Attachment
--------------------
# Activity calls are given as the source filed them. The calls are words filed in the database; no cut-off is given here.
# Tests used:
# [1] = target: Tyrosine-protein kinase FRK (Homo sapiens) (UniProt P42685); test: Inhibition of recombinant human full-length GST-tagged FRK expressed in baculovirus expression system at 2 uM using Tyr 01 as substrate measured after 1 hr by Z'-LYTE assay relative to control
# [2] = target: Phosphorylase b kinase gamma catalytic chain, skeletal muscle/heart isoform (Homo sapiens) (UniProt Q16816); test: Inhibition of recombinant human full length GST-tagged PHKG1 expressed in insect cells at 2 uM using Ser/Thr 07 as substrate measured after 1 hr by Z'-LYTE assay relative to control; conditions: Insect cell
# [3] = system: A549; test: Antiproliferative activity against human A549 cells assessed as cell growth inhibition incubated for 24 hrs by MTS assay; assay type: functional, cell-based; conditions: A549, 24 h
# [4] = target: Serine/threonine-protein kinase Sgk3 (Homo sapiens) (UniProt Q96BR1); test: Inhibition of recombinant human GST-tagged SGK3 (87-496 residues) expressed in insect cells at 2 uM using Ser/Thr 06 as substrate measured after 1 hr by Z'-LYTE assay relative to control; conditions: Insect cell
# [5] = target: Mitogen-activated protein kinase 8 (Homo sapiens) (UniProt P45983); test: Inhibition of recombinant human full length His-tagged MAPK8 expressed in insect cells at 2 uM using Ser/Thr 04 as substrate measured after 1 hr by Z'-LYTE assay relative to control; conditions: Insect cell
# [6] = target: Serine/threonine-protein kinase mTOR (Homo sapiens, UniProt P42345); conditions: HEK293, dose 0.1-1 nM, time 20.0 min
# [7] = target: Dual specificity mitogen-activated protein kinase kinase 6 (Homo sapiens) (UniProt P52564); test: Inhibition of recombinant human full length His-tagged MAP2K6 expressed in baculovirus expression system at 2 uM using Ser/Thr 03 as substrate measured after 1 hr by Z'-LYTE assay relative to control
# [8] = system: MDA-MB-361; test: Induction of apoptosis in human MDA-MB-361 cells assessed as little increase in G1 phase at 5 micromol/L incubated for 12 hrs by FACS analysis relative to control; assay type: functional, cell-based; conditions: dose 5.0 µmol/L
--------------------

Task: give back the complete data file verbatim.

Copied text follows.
# Activity calls are given as the source filed them. The calls are words filed in the database; no cut-off is given here.
# Tests used:
# [1] = target: Tyrosine-protein kinase FRK (Homo sapiens) (UniProt P42685); test: Inhibition of recombinant human full-length GST-tagged FRK expressed in baculovirus expression system at 2 uM using Tyr 01 as substrate measured after 1 hr by Z'-LYTE assay relative to control
# [2] = target: Phosphorylase b kinase gamma catalytic chain, skeletal muscle/heart isoform (Homo sapiens) (UniProt Q16816); test: Inhibition of recombinant human full length GST-tagged PHKG1 expressed in insect cells at 2 uM using Ser/Thr 07 as substrate measured after 1 hr by Z'-LYTE assay relative to control; conditions: Insect cell
# [3] = system: A549; test: Antiproliferative activity against human A549 cells assessed as cell growth inhibition incubated for 24 hrs by MTS assay; assay type: functional, cell-based; conditions: A549, 24 h
# [4] = target: Serine/threonine-protein kinase Sgk3 (Homo sapiens) (UniProt Q96BR1); test: Inhibition of recombinant human GST-tagged SGK3 (87-496 residues) expressed in insect cells at 2 uM using Ser/Thr 06 as substrate measured after 1 hr by Z'-LYTE assay relative to control; conditions: Insect cell
# [5] = target: Mitogen-activated protein kinase 8 (Homo sapiens) (UniProt P45983); test: Inhibition of recombinant human full length His-tagged MAPK8 expressed in insect cells at 2 uM using Ser/Thr 04 as substrate measured after 1 hr by Z'-LYTE assay relative to control; conditions: Insect cell
# [6] = target: Serine/threonine-protein kinase mTOR (Homo sapiens, UniProt P42345); conditions: HEK293, dose 0.1-1 nM, time 20.0 min
# [7] = target: Dual specificity mitogen-activated protein kinase kinase 6 (Homo sapiens) (UniProt P52564); test: Inhibition of recombinant human full length His-tagged MAP2K6 expressed in baculovirus expression system at 2 uM using Ser/Thr 03 as substrate measured after 1 hr by Z'-LYTE assay relative to control
# [8] = system: MDA-MB-361; test: Induction of apoptosis in human MDA-MB-361 cells assessed as little increase in G1 phase at 5 micromol/L incubated for 12 hrs by FACS analysis relative to control; assay type: functional, cell-based; conditions: dose 5.0 µmol/L